The team at Freeman Brothers recently organised a funeral unlike any other – read on to find out about this truly collaborative effort
Freeman Brothers Funeral Directors has been serving Horsham since 1855. The company now has further branches across West Sussex – in Billingshurst, Crawley and Hurstpierpoint – and has established a reputation of being willing to share expertise and offer advice to those who need it. The company recently organised a funeral which demonstrates this clearly, arranging a personalised farewell for a local family…
It began with Funeral Arranger, Alex, taking a phone call. The Chaplain at our local hospice, St Catherine’s in Crawley, had a question: would it be possible for someone to be buried in the local cemetery in a shroud rather than a coffin?
Shrouds are increasingly common in 2020, and in our area this is mostly due to the popularity of natural burial grounds. For these burials, there are restrictions on what style of coffin you can have, as it must be fully biodegradable, and shrouds are also accepted. However, for longer-established cemeteries, coffins are still chosen by most people.
‘I knew that the cemetery has a specific section for Muslim burials,’ Alex tells us, ‘and that shrouds are accepted for this purpose, but I thought that it would be wise to double-check, as the family in question weren’t requesting a Muslim burial.’
Having discussed the idea with the cemetery, Alex informed Lisa Rainier, Chaplain at St Catherine’s Hospice, that the cemetery would be willing to accept a non-Muslim shroud burial. ‘Lisa seemed pleased that I had got back to her so quickly, and was happy to be able to pass the information along to the family she was working with,’ Alex says.
It was some time later that the idea was mentioned again. ‘I received a phone call from the family informing me that their relative had died, and that she had asked to be buried in a shroud,’ Alex continues. ‘We were then able to have a broader discussion about how they’d like the funeral to take place.’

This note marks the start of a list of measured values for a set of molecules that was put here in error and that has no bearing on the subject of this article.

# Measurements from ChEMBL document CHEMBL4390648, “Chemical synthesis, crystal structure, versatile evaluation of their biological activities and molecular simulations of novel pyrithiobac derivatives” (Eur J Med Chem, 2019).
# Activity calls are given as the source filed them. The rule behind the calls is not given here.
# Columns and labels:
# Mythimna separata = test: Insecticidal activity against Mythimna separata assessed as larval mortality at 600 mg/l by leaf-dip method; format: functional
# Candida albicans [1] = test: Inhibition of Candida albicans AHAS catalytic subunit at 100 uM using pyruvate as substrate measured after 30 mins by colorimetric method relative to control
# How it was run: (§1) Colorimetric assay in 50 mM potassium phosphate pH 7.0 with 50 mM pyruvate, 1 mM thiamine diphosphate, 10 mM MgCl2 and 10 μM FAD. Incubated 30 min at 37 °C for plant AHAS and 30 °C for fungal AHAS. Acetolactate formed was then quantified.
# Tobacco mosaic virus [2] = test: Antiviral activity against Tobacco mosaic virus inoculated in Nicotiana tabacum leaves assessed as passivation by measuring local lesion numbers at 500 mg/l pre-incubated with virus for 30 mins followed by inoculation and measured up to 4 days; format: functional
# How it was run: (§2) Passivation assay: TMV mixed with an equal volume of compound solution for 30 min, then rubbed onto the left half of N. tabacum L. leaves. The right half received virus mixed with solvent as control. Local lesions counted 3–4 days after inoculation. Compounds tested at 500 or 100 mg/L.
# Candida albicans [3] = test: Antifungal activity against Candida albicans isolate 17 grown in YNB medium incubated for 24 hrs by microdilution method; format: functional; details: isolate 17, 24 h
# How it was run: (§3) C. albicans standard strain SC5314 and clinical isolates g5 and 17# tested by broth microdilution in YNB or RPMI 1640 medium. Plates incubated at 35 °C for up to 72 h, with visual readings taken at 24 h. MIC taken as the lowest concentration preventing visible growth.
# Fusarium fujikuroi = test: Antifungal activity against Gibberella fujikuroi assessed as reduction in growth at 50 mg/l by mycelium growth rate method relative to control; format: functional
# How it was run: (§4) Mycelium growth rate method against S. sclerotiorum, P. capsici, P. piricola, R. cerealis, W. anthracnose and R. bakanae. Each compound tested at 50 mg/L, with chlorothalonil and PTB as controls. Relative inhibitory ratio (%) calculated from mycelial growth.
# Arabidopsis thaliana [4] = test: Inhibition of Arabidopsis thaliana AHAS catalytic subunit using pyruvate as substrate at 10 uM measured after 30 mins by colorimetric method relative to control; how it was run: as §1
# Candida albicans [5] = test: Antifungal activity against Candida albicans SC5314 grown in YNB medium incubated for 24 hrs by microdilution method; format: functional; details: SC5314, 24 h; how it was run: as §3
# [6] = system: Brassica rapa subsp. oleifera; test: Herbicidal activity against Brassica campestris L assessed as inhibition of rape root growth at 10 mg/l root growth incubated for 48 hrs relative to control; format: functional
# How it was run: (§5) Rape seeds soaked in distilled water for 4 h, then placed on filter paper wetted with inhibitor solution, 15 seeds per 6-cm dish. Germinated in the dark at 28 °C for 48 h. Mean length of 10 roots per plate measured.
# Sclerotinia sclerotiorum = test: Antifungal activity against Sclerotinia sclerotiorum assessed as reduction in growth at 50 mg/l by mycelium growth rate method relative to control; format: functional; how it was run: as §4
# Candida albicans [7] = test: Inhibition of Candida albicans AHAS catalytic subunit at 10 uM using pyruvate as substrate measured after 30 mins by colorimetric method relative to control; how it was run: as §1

The family told Alex that they were keen to have a service at the graveside – indoor services weren’t currently permitted due to social distancing restrictions. With this in mind, plus the fact that it is summer, Alex suggested that a shroud might present a few challenges. ‘It would need to be positioned on trestles next to the grave whilst the service took place,’ Alex points out. ‘I was concerned that this might be uncomfortable for some people, and that it was a little risky given the possible weather conditions. The last thing we ever want to do is cause anyone any further distress.’
Alex contemplated the options and came up with a creative potential solution. ‘We have a great relationship with our suppliers,’ he says, ‘one of whom is Somerset Willow. I know that they are incredibly adaptable and willingly listen to individual requests, so I got in touch with them next.’
Somerset Willow is, like Freeman Brothers, a family-run business. The willow that they use to make their products is grown on their own land, and where colours are requested, natural dyes are used. Everything is then woven by hand, with many pieces made to custom orders. Alex discussed a bespoke product with the company, and it was agreed that they would make something which looked similar to a large tray. It would be fitted with some of the standard coffin fixings, such as willow handles to match the rest of the piece, plus a lining, mattress and pillow. As with a coffin, it would also have a small name plate, attached to the foot end.